Oppose AB 165! Bill Would Roll Back Hard-Fought Privacy Protections in CA Schools

Mar 07, 2017
Nicole A. Ozer

Page Media

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With executive orders threatening millions of families, it’s more essential than ever that Californians of all ages and backgrounds can communicate and connect safely and privately about issues like immigration, religion, health, sexuality, gender and political and social protest. That’s why it is so alarming that a bill (AB 165) has been introduced in the California Legislature that would gut essential protections.

>> Take Action: Tell Your Legislators NO on AB 165

The ACLU of California has joined a coalition of more than 55 leading civil rights, immigration, education, youth, online safety, health, labor, LGBTQ, and Muslim community organizations to make sure that legislators protect the privacy and safety of California’s students, teachers, and families and say no to AB 165. Join us in the resistance by contacting your California legislators today and spreading the word to others about this very harmful bill.

Right now, the digital privacy and free speech of all Californians is protected by the California Electronic Communications Privacy Act (CalECPA).This bipartisan law supported by leading civil rights groups, major technology companies, and law enforcement provides the clear and consistent rules to properly protect personal information, spur innovation, and protect public safety in the modern digital world.

Unfortunately, AB 165 would erase all of these CalECPA protections for the over 6 million Californians who study and work in our public school system, and potentially even the parents, friends or anyone else who spends time there. AB 165 would permit any person working "for or on the behalf of" a local educational agency, including hundreds of school police officers, to search an electronic device or online account without complying with ANY of the CalECPA rules 

If AB 165 is enacted, it means:

  • Your emails, text messages, social media communications, photos and more could be up for grabs without any outside oversight.
  • Individuals and parents might never be notified about these invasive searches.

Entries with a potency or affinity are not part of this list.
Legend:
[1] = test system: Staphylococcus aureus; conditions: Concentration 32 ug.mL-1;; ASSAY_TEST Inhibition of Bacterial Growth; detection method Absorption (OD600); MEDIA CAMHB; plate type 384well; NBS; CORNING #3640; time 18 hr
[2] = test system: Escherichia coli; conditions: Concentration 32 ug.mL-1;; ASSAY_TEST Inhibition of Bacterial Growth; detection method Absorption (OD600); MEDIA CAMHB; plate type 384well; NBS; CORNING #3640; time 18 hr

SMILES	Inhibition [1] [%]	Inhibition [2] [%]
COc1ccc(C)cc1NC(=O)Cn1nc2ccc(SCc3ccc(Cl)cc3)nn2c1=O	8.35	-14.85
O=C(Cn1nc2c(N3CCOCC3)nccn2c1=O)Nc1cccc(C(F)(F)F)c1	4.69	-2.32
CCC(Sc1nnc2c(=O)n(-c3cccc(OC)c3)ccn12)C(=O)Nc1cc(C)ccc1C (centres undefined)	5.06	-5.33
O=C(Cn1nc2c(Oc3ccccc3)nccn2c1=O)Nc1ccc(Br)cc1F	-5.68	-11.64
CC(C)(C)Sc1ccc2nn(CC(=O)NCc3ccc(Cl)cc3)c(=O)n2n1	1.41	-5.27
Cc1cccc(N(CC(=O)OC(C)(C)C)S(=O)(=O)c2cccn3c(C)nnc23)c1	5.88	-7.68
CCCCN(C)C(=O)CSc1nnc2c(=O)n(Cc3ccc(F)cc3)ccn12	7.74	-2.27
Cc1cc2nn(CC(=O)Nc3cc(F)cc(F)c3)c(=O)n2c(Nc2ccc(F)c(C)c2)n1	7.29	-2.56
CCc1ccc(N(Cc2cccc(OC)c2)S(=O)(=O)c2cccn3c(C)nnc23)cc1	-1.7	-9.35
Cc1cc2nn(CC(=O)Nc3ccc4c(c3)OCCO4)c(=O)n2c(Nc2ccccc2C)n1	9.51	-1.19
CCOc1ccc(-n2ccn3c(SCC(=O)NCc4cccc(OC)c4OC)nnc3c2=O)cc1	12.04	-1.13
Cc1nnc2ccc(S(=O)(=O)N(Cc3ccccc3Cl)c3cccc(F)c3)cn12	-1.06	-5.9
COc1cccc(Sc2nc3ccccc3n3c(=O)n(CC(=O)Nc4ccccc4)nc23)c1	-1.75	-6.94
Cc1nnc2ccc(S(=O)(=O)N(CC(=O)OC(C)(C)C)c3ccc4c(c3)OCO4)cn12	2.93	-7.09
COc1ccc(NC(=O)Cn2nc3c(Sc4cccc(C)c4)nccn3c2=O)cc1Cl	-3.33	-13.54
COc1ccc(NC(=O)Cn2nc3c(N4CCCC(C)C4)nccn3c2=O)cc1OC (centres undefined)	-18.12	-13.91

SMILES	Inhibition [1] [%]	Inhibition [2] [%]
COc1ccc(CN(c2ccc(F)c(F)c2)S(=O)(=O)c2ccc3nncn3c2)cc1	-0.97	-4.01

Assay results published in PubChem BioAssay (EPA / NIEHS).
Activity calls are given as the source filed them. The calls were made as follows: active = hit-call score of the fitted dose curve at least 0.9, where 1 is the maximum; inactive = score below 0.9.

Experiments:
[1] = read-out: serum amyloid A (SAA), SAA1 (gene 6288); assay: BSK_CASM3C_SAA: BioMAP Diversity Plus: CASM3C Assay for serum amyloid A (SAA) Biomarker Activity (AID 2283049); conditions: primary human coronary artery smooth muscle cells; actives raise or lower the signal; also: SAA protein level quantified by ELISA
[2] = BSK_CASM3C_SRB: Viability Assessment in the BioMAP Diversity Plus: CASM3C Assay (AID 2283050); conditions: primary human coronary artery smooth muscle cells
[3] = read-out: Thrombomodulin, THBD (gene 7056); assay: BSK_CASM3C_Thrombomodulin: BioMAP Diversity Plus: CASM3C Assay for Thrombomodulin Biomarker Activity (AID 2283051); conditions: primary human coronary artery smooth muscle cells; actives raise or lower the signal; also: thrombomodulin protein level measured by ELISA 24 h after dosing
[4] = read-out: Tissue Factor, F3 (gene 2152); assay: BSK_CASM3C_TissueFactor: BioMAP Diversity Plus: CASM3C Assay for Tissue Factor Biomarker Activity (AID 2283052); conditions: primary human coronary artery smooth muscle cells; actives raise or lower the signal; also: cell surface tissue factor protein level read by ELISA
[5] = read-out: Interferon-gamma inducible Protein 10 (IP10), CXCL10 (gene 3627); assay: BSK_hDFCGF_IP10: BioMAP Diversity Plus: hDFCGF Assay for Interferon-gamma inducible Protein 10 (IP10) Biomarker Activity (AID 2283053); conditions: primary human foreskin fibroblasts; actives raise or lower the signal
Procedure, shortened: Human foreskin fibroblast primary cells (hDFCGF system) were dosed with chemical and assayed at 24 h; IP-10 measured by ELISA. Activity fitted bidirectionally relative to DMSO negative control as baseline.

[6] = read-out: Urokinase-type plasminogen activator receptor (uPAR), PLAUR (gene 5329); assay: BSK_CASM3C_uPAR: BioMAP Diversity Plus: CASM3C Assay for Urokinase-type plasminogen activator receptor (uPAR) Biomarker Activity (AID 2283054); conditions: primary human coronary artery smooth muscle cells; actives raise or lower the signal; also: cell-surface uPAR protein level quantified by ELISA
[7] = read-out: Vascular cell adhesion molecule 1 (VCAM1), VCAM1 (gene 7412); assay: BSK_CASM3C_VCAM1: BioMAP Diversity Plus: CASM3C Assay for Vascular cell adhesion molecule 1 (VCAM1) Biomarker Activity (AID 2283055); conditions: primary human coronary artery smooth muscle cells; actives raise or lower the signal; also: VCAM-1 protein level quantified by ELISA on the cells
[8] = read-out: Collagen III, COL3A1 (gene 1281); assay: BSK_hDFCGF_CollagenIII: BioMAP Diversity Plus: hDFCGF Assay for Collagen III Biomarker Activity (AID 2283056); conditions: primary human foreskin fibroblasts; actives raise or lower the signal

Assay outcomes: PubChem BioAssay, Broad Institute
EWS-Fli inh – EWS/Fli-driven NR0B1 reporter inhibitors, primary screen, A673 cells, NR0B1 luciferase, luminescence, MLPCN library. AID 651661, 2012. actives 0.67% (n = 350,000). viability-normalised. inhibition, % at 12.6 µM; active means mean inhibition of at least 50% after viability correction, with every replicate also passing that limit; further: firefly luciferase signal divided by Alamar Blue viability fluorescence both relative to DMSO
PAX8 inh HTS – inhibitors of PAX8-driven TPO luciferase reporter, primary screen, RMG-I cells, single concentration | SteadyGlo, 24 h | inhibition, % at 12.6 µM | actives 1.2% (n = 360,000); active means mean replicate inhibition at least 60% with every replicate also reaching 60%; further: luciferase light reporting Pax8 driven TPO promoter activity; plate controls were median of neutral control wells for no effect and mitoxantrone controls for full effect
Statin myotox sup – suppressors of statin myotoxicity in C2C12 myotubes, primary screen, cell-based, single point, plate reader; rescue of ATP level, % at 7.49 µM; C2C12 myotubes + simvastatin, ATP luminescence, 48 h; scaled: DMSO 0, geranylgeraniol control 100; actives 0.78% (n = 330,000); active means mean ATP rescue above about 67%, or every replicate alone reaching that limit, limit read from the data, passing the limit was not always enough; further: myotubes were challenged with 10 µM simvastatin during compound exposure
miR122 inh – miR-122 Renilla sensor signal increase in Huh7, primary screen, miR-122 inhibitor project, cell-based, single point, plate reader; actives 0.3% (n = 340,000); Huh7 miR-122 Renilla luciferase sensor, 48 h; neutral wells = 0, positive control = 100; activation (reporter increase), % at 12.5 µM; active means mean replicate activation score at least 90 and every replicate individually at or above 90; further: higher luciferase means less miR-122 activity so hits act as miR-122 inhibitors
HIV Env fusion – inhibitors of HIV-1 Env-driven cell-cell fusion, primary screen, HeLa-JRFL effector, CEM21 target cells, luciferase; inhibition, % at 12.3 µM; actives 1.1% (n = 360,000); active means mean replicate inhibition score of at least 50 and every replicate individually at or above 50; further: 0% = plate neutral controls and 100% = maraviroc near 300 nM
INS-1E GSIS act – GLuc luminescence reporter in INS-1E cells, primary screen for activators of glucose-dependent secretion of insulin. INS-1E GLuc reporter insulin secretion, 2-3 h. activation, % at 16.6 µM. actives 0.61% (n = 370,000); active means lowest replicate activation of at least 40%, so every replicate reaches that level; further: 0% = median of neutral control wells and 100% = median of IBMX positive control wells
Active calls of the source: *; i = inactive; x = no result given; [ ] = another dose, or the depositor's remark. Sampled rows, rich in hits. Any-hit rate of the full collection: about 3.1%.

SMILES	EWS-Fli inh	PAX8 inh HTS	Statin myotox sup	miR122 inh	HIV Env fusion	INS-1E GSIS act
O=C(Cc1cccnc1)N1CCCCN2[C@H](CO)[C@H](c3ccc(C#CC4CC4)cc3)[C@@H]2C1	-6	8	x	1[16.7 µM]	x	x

• Any seized information could be used or shared- with law enforcement or with federal agencies like Immigration and Customs Enforcement and others.

We already know what happened before CalECPA, where what proponents of AB 165 characterize as “limited” “administrative searches included abuses of authority. Students who captured video of a police officer dragging a fellow student by her hair were forced to turn over their phones and delete those videos. Students suspected of creating a website with commentary on school staff had their phones searched. Still another student had three months of text messages searched simply for using his phone to call his mother. Other students have had their phones searched for unrelated offenses, like being late to class or laughing. The antiquated pre-CalECPA “protections” utterly failed to properly protect students and families in the modern digital world.

AB 165 would return us to those digital privacy dark ages. It runs counter to the commitment of California’s leaders to spearhead the resistance, “not be dragged into the past,” and make sure schools are “safe havens” for students and families in this time of uncertainty and fear. It’s time to focus on working together to make sure we do all we can to keep vulnerable California students and families safe. It’s time to stop AB 165.

Get involved

AB 165 is opposed by a diverse coalition of the leading civil rights, immigration, education, youth, online safety, health, labor, LGBTQ, and Muslim community organizations that work every day to keep California families safe and healthy:

ACLU of California, ACT for Women and Girls, Alliance for Boys and Men of Color, American Library Association, Black Parallel School Board, California Immigrant Policy Center, California Latinas for Reproductive Justice, California Rural Legal Assistance Foundation, Center for Democracy and Technology, Center for Media Justice, Center on the Developing Adolescent, Centro Legal de La Raza, Citizens for Choice, Color of Change, Common Sense Kids Action, Community Coalition, Communities United for Restorative Youth   Justice, ConnectSafely.org, Consumer Action, Consumer Federation of California, CAIR – California & San Diego, Courage Campaign, Dolores Huerta Foundation, East Bay Community Law Center, Electronic Frontier Foundation, First Amendment Coalition, Genders & Sexualities Alliance Network, Health Connected, If/When/How, Inner City Struggle, Internet Archive, Los Angeles LGBT Center, Law Foundation of Silicon Valley, Lawyers’ Committee for Civil Rights – SF, Media Alliance, National Center for Youth Law, National Immigration Law Center, New America’s Open Technology Institute, Our Family Coalition, Pangea Legal Services, Privacy Rights Clearinghouse, Public Advocates, Public Counsel, Public Law Center, San Diego Organizing Project, SEIU Local 221, Restore The 4th SF Bay Area, Southeast Asia Resource Action Center, TechFreedom, Transgender Law Center, TURN – The Utility Reform Network, Urban Strategies Council, Western Center on Law and Poverty, Youth Justice Coalition, Youth + Tech + Health.

Nicole A. Ozer is the Technology & Civil Liberties Policy Director at the ACLU of Northern California.